It is no secret that portable electronic devices will continue to become more sophisticated. Cell phones, for example, have become highly integrated, bringing together all kinds of functions, ranging from cameras and music players, to different ways of communicating, and various Internet-based connections.
In all of these evolving electronic devices, and in cell phones especially, these new functions that are becoming so much in demand, require different and more advanced components in order to supply and control power. Major considerations include the reduction of components packaging according to smaller application form factors, and prolonging battery life according to higher application power requirements.
The power management market is booming due to the high growth seen in portables, mostly including cell phones and notebook computers. Semiconductor manufacturers have recognized and seized the great opportunities in power management. The most successful companies have been able to focus on particular markets, and then have been able to keep pace by continuing to innovate in those areas.
Power management includes products, both integrated and discrete, that deliver or monitor the right amount of power required by all of the other circuits within electronic equipment or systems. Analog power management is a fast growing segment of the overall power management market. Higher consuming applications for analog power management would include PCs, including notebooks and desktops, cell phones, and mobile consumer devices like digital cameras, gaming devices, and Mp3 players.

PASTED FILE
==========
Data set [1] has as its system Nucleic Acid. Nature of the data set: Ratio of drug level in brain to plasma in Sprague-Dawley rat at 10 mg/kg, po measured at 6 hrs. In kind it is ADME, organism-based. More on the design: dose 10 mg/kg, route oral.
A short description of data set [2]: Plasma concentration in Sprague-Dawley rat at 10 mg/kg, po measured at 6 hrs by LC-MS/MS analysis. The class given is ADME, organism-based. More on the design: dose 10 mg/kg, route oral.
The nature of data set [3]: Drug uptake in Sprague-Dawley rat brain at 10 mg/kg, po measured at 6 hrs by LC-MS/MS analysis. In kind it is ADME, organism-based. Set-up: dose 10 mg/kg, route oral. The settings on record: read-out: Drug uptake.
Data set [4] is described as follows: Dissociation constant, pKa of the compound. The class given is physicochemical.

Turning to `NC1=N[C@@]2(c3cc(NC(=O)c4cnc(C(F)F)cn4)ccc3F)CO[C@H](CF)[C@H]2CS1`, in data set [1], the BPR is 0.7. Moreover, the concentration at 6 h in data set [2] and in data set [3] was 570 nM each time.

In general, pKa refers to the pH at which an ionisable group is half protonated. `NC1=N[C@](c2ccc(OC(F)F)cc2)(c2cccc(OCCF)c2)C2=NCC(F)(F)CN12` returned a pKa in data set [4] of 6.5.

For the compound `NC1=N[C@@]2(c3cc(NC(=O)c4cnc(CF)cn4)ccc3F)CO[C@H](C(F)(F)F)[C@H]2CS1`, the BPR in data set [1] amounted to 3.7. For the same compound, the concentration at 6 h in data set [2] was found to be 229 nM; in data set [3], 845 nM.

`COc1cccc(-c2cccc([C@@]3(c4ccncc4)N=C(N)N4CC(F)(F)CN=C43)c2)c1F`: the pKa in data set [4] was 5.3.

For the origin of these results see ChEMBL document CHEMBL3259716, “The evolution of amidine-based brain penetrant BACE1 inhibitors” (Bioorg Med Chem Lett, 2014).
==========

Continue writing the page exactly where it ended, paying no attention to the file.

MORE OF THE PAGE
Analog power management constitutes 33 percent of the overall $16.6 billion power management market. This is up from only 20 percent back in 1998. Analog power management market includes linear regulators, switching regulators, voltage references, and battery management circuits. The largest revenue market is switching regulators, followed closely by linear regulators. In terms of units shipped, linear regulators outnumber switching regulators by more than 2 to 1.
Consumption of analog power ICs in the communications sector has been growing faster relative to other end-market segments, and it is now the largest market for analog power ICs. Databeans' 2004 revenue value for communications analog power ICs was $1.9 billion, amounting to 33 percent of the total global revenue for all analog power ICs.
Revenue generated by the communications segment is expected to grow at a compound annual growth rate of 17 percent over the next five years, outperforming all other segments in terms of contributing toward global analog power revenue.
The cell phone market is huge for analog communications ICs and for power ICs in particular. Databeans predicts that total handset shipments will approach 800 million units by the end of 2005. This consumption market is expected to reach a value of $4 billion by 2010.
Worldwide Communications Analog Power IC Revenue Forecast
Source: Databeans Estimates